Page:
Singapore bans travelers from Iran, South Korea, and northern Italy March 4 due to COVID-19 activity. Raised health alert level in effect.
Severity: Warning Alert
This alert began 03 Mar 2020 19:24 GMT and is scheduled to expire 31 Mar 2020 23:59 GMT.
- Incident: Preventative restrictions
- Location(s): Nationwide (map)
- Time Frame: Indefinite
- Impact: Transport restrictions and enhanced health screenings; possible business disruptions, quarantine measures
Singaporean authorities have instituted an indefinite ban on foreign nationals with recent travel history to Iran, South Korea, and northern Italy from entering the country starting March 4. Foreign travelers who have visited any of the affected areas in the previous 14 days are barred from entering Singapore. Officials had previously banned foreign passengers who traveled to Daegu and Cheongdo County in South Korea. Singapore also continues to ban foreign travelers who have visited mainland China in the previous 14 days, as well as Chinese passport holders without permanent residency status or long-term passes. Singaporean and foreign nationals with permanent residency status or long-term passes are permitted to return to Singapore from the restricted areas and countries. However, any individual re-entering Singapore from northern Italy, mainland China, South Korea, or Iran is subject to a mandatory 14-day home quarantine period. Singaporean authorities have been especially proactive in restricting travel from areas with high numbers of COVID-19 cases; therefore, travel restrictions will very likely be expanded to additional countries in the coming days and weeks. The duration of the travel restrictions will likely depend on the course of the outbreak in various countries.
Enhanced health screenings continue for all passengers at Singapore Changi Airport (SIN). Officials are using thermal scanners and staff checks to monitor incoming travelers; staff will take any passengers experiencing symptoms to nursing stations onsite. Temperature checks are also occurring at all land and sea points of entry; officials could refer passengers with a high temperature to hospitals for assessment.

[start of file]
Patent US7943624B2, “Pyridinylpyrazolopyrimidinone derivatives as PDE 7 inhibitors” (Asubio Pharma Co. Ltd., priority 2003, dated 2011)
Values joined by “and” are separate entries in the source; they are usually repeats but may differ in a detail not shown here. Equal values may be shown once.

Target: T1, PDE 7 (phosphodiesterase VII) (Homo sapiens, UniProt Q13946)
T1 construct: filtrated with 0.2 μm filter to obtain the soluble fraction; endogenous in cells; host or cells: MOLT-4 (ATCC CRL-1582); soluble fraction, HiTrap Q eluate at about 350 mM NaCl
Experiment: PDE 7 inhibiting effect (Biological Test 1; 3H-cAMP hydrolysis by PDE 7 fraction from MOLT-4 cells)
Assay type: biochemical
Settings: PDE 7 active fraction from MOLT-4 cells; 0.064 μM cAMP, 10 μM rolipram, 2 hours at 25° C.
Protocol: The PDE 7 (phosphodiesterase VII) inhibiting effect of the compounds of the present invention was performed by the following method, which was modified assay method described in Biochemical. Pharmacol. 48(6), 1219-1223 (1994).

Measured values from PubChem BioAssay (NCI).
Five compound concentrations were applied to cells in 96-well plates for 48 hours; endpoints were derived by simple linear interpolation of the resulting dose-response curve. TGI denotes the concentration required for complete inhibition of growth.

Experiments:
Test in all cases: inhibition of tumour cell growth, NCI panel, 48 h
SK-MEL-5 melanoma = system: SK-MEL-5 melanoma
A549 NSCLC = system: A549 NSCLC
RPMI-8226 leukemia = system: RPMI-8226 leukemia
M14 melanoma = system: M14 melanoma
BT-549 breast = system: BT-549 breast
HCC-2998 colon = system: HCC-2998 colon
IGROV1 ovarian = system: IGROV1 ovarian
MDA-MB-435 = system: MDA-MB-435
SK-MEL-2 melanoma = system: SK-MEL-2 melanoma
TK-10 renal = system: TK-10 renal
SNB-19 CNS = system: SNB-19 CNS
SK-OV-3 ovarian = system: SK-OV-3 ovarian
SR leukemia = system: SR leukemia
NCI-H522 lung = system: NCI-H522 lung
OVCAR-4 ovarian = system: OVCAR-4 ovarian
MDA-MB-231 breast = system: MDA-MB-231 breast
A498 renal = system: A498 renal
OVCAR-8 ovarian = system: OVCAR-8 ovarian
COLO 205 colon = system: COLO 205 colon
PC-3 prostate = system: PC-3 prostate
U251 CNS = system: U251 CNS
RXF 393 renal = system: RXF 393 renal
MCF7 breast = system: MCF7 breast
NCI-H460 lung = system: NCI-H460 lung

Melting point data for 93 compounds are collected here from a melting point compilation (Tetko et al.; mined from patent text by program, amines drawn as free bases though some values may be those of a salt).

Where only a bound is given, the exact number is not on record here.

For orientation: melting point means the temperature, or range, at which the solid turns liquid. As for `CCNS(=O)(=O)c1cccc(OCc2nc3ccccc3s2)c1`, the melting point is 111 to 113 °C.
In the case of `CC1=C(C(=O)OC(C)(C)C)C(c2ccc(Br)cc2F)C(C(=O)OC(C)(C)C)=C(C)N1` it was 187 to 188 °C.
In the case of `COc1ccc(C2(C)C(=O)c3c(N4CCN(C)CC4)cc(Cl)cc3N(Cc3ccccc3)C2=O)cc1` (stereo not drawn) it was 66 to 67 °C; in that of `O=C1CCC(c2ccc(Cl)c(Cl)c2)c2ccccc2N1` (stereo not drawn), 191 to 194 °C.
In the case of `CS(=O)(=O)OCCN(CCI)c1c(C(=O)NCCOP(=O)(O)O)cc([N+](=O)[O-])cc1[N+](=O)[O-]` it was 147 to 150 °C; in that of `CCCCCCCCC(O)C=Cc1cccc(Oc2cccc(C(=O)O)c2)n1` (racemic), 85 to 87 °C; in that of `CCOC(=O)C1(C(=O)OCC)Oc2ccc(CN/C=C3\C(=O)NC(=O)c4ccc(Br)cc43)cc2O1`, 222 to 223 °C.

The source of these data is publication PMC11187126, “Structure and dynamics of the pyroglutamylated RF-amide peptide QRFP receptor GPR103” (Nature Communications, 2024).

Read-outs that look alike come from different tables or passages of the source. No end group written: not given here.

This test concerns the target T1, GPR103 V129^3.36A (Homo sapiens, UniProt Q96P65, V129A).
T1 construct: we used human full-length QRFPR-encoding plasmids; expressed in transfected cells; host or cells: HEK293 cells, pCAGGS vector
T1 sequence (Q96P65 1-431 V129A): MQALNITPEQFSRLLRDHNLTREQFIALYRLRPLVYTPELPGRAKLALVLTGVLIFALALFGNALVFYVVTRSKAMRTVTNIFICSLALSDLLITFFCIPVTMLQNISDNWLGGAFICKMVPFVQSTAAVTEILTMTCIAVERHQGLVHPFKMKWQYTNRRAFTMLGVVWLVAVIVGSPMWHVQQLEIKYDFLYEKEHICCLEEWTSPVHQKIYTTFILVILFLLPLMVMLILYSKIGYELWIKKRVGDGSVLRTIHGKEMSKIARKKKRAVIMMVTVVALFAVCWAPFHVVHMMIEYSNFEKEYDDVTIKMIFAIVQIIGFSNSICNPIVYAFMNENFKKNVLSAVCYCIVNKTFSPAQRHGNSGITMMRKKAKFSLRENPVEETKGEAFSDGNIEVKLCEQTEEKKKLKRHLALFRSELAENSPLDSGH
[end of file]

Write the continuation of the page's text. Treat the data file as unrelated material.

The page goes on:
As of March 4, Iraq and Israel have continued restricting entry for foreign nationals with recent travel history in Singapore. Several countries, including India, Indonesia, Kuwait, Qatar, and South Korea, are advising their citizens to avoid nonessential travel to Singapore due to ongoing COVID-19 activity within Singapore itself. Additional foreign governments may update their warnings for the country, and possibly restrict travel from Singapore, in the coming days and weeks.
Officials are maintaining the Disease Outbreak Response System Condition (DORSCON) level at orange - the second-highest level - as of March 4. Under the DORSCON orange level, authorities have limited access to some facilities - such as schools - and canceled inter-school activities. Officials are also implementing temperature checks and controlling entry points at hospitals. Authorities have also encouraged workplaces to review business continuity plans and consider telecommute options. Companies may also require employees to conduct regular temperature checks and report any symptoms, such as coughing. Authorities have also advised event organizers to cancel or defer non-essential large-scale gatherings.
Review business continuity plans; consider adopting telecommuting options. Follow all official instructions. Allow additional time for immigration and health screenings, particularly if traveling from affected countries. Consider postponing travel if experiencing symptoms associated with COVID-19, as they may prompt increased scrutiny and delays. Review national travel advisories; confirm flights traveling from Singapore to countries with active travel advisories.
Exercise basic health precautions, especially frequent handwashing with soap and water, or an alcohol-based hand sanitizer if soap and water are unavailable. There is no evidence that the influenza vaccine, antibiotics, or antiviral medications will prevent this disease, highlighting the importance of diligent basic health precautions.
Ministry of Health: www.moh.gov.sg